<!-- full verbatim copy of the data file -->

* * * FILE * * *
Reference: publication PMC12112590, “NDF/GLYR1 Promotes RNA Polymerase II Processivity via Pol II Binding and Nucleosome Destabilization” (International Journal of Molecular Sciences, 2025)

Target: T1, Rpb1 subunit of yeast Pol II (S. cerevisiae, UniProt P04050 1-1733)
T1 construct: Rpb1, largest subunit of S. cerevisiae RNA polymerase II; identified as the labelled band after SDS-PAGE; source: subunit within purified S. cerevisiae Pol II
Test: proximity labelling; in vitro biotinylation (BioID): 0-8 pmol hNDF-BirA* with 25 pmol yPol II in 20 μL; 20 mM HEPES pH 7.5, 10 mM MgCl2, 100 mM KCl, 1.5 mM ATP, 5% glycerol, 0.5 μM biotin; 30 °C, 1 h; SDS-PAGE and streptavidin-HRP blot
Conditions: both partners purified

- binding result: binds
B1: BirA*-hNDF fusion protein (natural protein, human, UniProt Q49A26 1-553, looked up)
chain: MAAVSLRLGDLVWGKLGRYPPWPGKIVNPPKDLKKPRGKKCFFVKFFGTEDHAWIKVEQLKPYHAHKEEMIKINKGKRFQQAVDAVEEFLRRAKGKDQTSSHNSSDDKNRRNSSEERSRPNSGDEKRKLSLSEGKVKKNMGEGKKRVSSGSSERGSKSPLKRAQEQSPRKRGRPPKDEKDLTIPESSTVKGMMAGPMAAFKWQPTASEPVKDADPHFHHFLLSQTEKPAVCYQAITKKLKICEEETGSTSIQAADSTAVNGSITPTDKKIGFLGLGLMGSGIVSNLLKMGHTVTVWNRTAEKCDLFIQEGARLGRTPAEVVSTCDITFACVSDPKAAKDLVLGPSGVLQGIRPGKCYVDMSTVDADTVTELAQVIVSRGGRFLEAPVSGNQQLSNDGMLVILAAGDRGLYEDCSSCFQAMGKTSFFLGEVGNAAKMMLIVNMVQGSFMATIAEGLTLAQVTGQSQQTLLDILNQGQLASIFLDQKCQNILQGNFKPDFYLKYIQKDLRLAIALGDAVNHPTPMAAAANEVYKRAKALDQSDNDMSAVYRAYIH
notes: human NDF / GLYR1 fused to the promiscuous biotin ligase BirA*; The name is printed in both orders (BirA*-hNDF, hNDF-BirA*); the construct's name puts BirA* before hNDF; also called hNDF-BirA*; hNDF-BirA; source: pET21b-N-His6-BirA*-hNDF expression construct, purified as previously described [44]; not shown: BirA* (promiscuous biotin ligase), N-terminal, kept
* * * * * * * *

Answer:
Reference: publication PMC12112590, “NDF/GLYR1 Promotes RNA Polymerase II Processivity via Pol II Binding and Nucleosome Destabilization” (International Journal of Molecular Sciences, 2025)

Target: T1, Rpb1 subunit of yeast Pol II (S. cerevisiae, UniProt P04050 1-1733)
T1 construct: Rpb1, largest subunit of S. cerevisiae RNA polymerase II; identified as the labelled band after SDS-PAGE; source: subunit within purified S. cerevisiae Pol II
Test: proximity labelling; in vitro biotinylation (BioID): 0-8 pmol hNDF-BirA* with 25 pmol yPol II in 20 μL; 20 mM HEPES pH 7.5, 10 mM MgCl2, 100 mM KCl, 1.5 mM ATP, 5% glycerol, 0.5 μM biotin; 30 °C, 1 h; SDS-PAGE and streptavidin-HRP blot
Conditions: both partners purified

- binding result: binds
B1: BirA*-hNDF fusion protein (natural protein, human, UniProt Q49A26 1-553, looked up)
chain: MAAVSLRLGDLVWGKLGRYPPWPGKIVNPPKDLKKPRGKKCFFVKFFGTEDHAWIKVEQLKPYHAHKEEMIKINKGKRFQQAVDAVEEFLRRAKGKDQTSSHNSSDDKNRRNSSEERSRPNSGDEKRKLSLSEGKVKKNMGEGKKRVSSGSSERGSKSPLKRAQEQSPRKRGRPPKDEKDLTIPESSTVKGMMAGPMAAFKWQPTASEPVKDADPHFHHFLLSQTEKPAVCYQAITKKLKICEEETGSTSIQAADSTAVNGSITPTDKKIGFLGLGLMGSGIVSNLLKMGHTVTVWNRTAEKCDLFIQEGARLGRTPAEVVSTCDITFACVSDPKAAKDLVLGPSGVLQGIRPGKCYVDMSTVDADTVTELAQVIVSRGGRFLEAPVSGNQQLSNDGMLVILAAGDRGLYEDCSSCFQAMGKTSFFLGEVGNAAKMMLIVNMVQGSFMATIAEGLTLAQVTGQSQQTLLDILNQGQLASIFLDQKCQNILQGNFKPDFYLKYIQKDLRLAIALGDAVNHPTPMAAAANEVYKRAKALDQSDNDMSAVYRAYIH
notes: human NDF / GLYR1 fused to the promiscuous biotin ligase BirA*; The name is printed in both orders (BirA*-hNDF, hNDF-BirA*); the construct's name puts BirA* before hNDF; also called hNDF-BirA*; hNDF-BirA; source: pET21b-N-His6-BirA*-hNDF expression construct, purified as previously described [44]; not shown: BirA* (promiscuous biotin ligase), N-terminal, kept